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'Novartis case: Supreme Court ruling wise and balanced'

Last updated on: April 10, 2013 14:31 IST

Sudip ChaudhuriThe Supreme Court recently rejected the plea of Novartis AG for patent protection of its anti-cancer drug Glivec.

The Supreme Court  judgement (pages 22 -26) quite extensively quoted from Sudip Chaudhuri’s book The WTO and India’s Pharmaceuticals Industry (Patent Protection, TRIPS, and Developing Countries), which highlighted the adverse effects of product patents and positive effects of its abolition in the pharma industry in India.

Professor of Economics at the Indian Institute of Management Calcutta, Chaudhuri has done extensive research on products patents, pharmaceutical industry, industrial policy and the like.

In an interview to rediff.coms Indrani Roy, he talked about why Novartis ruling is a landmark, what effect will it have on research and development, the positive and negative effects of product patents among other issues.

Excerpts:

While pronouncing the verdict in the Novartis case, the honourable Supreme Court quoted generously from your book The WTO and India’s Pharmaceuticals Industry: Patent Protection, TRIPS, and Developing Countries, Oxford University Press, 2005). How does it feel?

I am really very glad that an authority as impartial and as high as the Supreme Court of the country has used my book to deliver this judgement.

I am very happy that my research has contributed to a good cause.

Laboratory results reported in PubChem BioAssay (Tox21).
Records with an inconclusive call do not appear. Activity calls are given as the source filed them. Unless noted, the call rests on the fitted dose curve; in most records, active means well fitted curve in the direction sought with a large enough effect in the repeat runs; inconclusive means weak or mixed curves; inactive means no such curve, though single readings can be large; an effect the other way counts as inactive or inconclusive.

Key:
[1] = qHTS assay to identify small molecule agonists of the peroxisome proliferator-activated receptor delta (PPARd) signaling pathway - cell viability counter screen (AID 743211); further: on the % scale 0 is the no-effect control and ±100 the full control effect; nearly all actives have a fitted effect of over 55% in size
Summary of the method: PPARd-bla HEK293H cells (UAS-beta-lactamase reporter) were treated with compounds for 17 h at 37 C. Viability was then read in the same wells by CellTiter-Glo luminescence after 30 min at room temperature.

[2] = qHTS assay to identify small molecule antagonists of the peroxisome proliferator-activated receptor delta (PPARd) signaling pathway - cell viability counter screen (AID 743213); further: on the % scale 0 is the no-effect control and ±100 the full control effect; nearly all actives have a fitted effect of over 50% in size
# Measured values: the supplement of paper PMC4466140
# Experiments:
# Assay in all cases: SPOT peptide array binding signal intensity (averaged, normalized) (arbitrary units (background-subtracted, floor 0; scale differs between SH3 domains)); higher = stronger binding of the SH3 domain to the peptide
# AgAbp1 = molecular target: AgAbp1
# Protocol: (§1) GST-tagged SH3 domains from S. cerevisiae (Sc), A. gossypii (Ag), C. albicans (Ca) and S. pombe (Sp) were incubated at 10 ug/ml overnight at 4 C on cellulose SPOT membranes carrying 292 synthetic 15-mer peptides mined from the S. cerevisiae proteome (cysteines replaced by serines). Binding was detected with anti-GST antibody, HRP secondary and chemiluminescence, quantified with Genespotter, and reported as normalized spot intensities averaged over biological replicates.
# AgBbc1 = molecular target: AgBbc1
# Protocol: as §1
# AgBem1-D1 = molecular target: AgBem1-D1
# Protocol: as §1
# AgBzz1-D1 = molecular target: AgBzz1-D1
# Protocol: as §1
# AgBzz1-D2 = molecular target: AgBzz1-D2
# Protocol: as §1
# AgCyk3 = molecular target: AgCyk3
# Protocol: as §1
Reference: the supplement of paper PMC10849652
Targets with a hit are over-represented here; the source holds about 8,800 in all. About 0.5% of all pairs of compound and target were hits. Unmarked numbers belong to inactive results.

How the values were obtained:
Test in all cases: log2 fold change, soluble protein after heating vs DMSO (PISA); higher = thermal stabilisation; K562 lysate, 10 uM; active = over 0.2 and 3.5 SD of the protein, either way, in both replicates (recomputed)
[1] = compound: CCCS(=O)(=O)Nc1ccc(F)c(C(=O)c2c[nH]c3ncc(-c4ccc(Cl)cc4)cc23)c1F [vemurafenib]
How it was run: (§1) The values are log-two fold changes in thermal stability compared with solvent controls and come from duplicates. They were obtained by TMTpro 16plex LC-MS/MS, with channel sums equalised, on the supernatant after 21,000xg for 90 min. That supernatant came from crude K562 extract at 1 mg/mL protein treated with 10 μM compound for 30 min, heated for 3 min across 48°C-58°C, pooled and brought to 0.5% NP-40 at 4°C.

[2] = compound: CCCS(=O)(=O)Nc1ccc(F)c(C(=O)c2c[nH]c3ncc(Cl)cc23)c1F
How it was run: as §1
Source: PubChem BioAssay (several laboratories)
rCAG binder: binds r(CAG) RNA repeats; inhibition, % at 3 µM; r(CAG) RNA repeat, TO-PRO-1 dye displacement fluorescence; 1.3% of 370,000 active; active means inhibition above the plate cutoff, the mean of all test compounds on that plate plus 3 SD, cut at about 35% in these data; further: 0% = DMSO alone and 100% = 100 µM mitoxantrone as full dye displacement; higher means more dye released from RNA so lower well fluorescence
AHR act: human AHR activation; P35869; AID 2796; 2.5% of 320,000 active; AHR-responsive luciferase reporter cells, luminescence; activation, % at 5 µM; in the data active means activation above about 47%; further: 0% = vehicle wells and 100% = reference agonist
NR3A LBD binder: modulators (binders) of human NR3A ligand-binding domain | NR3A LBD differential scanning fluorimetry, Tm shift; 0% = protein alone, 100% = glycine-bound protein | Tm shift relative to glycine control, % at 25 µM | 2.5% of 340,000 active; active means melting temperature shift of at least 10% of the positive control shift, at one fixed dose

What is this Novartis case about?

Novartis applied for a patent for imatinib in the United States in April 1994 and later started marketing a derivative of it, viz., imatinib mesylate as an anti-cancer drug under the brand name of Glivec/Gleevec.

Novartis could not apply for a patent for imatinib/imatinib mesylate in India because during 1972 to 1995, India did not recognise product patent protection in pharmaceuticals.

(The Supreme Court established that the 1994 US patent for imatinib covered imatinib mesylate too).

After 1995 when India introduced product patents, Novartis could not apply for a patent for imatinib/mesylate because patents are given only for new substances not for known substances.

By 1995 information on the drug was in the public domain and hence it was a known substance and hence not patentable in India.

What Novartis did in India after 1995 (in 1998) was to apply for a patent for a new form (beta crystalline form) of imitanib mesylate.

But what India did in 2005 when she re-introduced product patent is to insert a condition in section 3 (d) that “the mere discovery of a new form of a known substance which does not result in the enhancement of the known efficacy of that substance” is not patentable.

During 1995 to 2005, as permitted by TRIPS, patent applications were received but were kept in a ‘mailbox.’

After 2005 when the examination of patent applications started, the patent application of Novartis was rejected by the patent office on the ground that it did not satisfy the efficacy criterion of section 3(d).

The Supreme Court judgement is basically related to the appeal of Novartis against this rejection which was upheld by the Intellectual Property Appellate Board.

The Supreme Court interpreted the word ‘efficacy’ to mean therapeutic efficacy.

Supreme Court rejected the appeal and hence denied the patent to Novartis because Novartis could not demonstrate that the new form enhanced the therapeutic efficacy of the drug.

The court rejected Novartis’ claims of better bioavailability and better physical characteristics such as stability of the compound saying that these do not necessarily improve the therapeutic effect.

Why is the Novartis case so significant?

Patent is given for a limited time period, currently under Trade Related Intellectual Property Right (TRIPS) for 20 years.